Tag Archives: Coolidge Corner Theater

“The Sounds of Silents” at Coolidge Corner

5 Sep

Not an optical illusion.

I love Coolidge Corner. So much so, I decided to move closer to it. It saves time for commuting and spends my entertainment allowance faster. It makes sense.

But one reason I love this theater so damn much, is the fact they still screen silent films. That’s kinda ballsy in an age filled with 3D glasses and CGI for almost every movie released. Pish-posh, let’s go back to simpler times. Times where the audience got to participate in the interpretation of a movie and the only sound that was heard in theaters was the sounds of music.

The beauty of a live silent film is that it’s alive. The music shakes your seat, the images are a good two stories tall in your face, the actors’ overact like its no one’s show business. Now that’s entertainment.

I was fortunate enough to save a ticket for the kick off event of the series, a screening of the re-released “Metropolis”. Let’s just say, I’ve seen the film about twice before seeing it with the found footage and the live accompaniment, and I was practically jumping into the aisle out of anxiety because it stirred up so much emotion. Though I was privy to what happens, it felt like it was a movie I never watched before. Greatness.

The Tampa Theatre

The Tampa Theatre

So it is with bated breath, I await the arrival of “Steamboat Bill, Jr.” later this month. One of my favorite comedians in one of his masterpieces. I can’t wait to share the experience. But, Coolidge is throwing in a different twist to the standard tinkling piano in the corner of an old theater. They are bringing in a guitarist to accompany the antics of Buster Keaton, who I think is wacky enough already. In fact my first live silent film was back in the historic Tampa Theatre. It was the late, great Rosa Rio at the helm of a Mighty Wurlitzer Organ playing along with the slapstick comedy onscreen. I remember bouncing out of my seat often, bobbing to the pace of the music and Keaton’s almost musical timing. The screening even came with a preshow, as is tradition for big screenings in the Tampa Theatre; a sing-a-long of “My Funny Valentine,” just in time for the holiday.

I look forward to the quirky fun live silent movies can offer. No two screenings are alike, and it makes each time you go is akin to seeing the movie anew. If only more movies could feel that fresh. They just don’t make ’em like they used to.

The next two screenings in the series are “Sunrise” on December 2nd and “IT” on May 2nd. Mark your calendars. To buy tickets to the three remaining silent films of the season, check out the program listing.

Return to “Metropolis”

24 May

"Metropolis," One of the greatest Sci-Fi films the world has ever seen.

The quote “must see movie of the year” is way too widely misused. Often, studio’s advertising campaign will use some critic’s words to drive audiences to their film.

Well, let me utilize this cliche: “Metropolis” is the must see movie event of the year.

A one week engagements and live accompaniment by the Alloy Orchestra is one proper way to get people’s interests. Keep your over-priced 3-D ticket, the real show is never repeated; each performance offers something new. It’s like watching a film that has come alive.

Alive since 1927.

Yes, it’s a silent film, the cast and crew are long gone, and even the great studio that commissioned the work has been reduced to a mere TV production company. But, this is still a new film being released. Just last year, around a half an hour of never before seen footage was found in an archive in Buenos Aires, Argentina. Much like pre-production, the delicate film was put into one of the most delicate restoration efforts ever attempted. These 30 minutes have been erased from history, with even film historians considering this piece of work lost with the other 90% of all film made before the sound era (1929).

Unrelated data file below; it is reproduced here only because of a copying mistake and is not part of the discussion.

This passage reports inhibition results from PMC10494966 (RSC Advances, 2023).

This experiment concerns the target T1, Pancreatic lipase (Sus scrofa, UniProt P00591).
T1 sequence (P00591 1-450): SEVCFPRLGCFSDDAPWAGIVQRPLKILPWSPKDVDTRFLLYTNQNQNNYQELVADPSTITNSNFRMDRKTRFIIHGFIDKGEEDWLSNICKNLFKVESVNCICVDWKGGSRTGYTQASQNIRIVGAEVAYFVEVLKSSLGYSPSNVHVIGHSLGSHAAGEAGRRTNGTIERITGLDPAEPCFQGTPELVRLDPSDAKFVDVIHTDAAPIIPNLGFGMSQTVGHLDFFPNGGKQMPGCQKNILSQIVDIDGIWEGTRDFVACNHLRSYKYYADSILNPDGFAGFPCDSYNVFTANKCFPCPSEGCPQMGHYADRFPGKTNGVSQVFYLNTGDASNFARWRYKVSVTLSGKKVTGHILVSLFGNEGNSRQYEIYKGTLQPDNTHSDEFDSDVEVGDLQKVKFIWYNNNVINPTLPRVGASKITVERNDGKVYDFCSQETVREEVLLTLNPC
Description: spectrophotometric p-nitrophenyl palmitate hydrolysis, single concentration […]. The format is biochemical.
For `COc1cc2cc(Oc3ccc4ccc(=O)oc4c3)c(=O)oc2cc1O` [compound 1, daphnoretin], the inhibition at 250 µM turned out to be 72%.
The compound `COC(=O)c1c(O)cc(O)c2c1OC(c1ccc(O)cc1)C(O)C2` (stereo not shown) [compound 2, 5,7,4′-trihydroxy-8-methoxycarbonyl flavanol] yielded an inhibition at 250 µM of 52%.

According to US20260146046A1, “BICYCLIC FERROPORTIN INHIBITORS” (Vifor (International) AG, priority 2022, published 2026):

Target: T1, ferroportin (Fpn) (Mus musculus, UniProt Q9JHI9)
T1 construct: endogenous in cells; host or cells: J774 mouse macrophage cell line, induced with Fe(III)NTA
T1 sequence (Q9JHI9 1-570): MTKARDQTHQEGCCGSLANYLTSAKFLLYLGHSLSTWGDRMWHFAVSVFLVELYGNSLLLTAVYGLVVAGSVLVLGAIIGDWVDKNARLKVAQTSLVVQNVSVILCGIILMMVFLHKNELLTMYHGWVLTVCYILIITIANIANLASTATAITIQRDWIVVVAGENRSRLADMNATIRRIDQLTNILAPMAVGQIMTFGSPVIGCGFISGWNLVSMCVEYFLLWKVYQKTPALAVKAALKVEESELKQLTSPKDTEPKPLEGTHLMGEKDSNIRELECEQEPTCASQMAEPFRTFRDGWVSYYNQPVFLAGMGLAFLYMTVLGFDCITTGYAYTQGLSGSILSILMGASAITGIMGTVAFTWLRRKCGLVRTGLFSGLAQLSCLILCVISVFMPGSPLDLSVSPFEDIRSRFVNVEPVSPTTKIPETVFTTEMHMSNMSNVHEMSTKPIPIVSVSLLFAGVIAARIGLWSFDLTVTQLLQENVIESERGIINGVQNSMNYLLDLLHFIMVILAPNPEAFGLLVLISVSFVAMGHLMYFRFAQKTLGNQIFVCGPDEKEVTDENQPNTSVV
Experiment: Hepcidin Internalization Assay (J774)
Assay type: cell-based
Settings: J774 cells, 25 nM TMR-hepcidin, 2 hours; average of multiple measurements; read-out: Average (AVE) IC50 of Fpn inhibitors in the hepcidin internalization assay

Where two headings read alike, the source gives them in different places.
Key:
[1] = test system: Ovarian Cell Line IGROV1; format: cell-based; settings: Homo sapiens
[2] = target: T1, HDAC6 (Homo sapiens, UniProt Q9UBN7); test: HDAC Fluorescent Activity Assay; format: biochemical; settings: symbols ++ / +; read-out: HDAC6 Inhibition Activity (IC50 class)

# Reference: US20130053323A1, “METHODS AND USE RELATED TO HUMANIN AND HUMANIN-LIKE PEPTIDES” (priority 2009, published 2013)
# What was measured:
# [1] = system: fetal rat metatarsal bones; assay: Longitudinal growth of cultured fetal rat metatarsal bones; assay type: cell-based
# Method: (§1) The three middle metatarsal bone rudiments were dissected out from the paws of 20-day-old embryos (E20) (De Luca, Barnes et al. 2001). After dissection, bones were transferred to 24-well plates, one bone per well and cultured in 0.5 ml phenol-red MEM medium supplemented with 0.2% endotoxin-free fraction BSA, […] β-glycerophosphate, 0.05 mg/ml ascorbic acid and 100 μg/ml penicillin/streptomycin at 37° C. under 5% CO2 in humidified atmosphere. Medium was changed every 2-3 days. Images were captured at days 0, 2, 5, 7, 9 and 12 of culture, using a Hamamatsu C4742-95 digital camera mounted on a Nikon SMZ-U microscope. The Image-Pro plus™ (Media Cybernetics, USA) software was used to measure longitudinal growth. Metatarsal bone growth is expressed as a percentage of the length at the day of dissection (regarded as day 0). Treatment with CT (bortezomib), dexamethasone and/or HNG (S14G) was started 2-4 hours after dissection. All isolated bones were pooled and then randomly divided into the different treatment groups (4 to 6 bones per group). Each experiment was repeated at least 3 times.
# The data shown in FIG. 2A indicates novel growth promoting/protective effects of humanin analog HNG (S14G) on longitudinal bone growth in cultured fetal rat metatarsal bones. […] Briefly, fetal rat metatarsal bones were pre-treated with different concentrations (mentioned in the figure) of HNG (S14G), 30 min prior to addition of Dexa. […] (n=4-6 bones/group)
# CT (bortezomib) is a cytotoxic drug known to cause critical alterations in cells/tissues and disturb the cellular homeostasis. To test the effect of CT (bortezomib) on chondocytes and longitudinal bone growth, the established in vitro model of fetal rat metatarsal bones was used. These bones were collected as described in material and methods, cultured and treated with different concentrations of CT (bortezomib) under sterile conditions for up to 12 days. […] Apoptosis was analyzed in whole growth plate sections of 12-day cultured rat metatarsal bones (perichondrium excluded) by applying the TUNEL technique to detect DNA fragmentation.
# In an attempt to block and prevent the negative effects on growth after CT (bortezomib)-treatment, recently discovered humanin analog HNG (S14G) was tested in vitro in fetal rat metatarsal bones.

A poster that has become quite popular in its own artform.

What’s more exciting than watching something considered lost to time? Imagine rediscovering the Library of Alexandria or the Colossus of Rhodes. Like these ancient wonders, we won’t find the piece in its entirety, there is still over 30 minutes of footage unaccounted from Fritz Lang’s original cut of “Metropolis.” I still will walk into Coolidge Corner’s Art Deco theater with the awe and wonderwent of an explorer discovering Atlantis. It means that much to me.

So I hopefully have you sold on the historical aspects of “Metropolis,” but what about the actual movie you’re going to be paying good money to see. Well, if you share my 20-something age, it’s something you’ve never seen before, unless you like the classic movies before the days of computer animation. This entire city of the future is made of intricate models stylistically done in 1920’s art deco. That’s the German Expressionism style that was popular among German directors at the time. Artsy, with a plot of a driving struggle for survival-it’s Karl Marx’s history of class struggle placed in a cold future. The upper class and the lower class are divided not only by societal position, but they are literally segregated from each other. Eventually, the worlds collide with chaos, and only time will tell if the leaders of revolution and their oppressors will turn to peace rather than tearing each other to pieces. And there’s a love story of sorts and a cast that numbers over 20,000.

Watch the most expensive, epic movie of its time, the way it was meant to be seen.

Tickets are on sale now for the restored version of “Metropolis” playing for one week only at Coolidge Corner Theatre. The June 4th screening will feature a live orchestral accompaniment. For more information and ticketing, please visit their website.

"Metropolis" at its finest-or worst.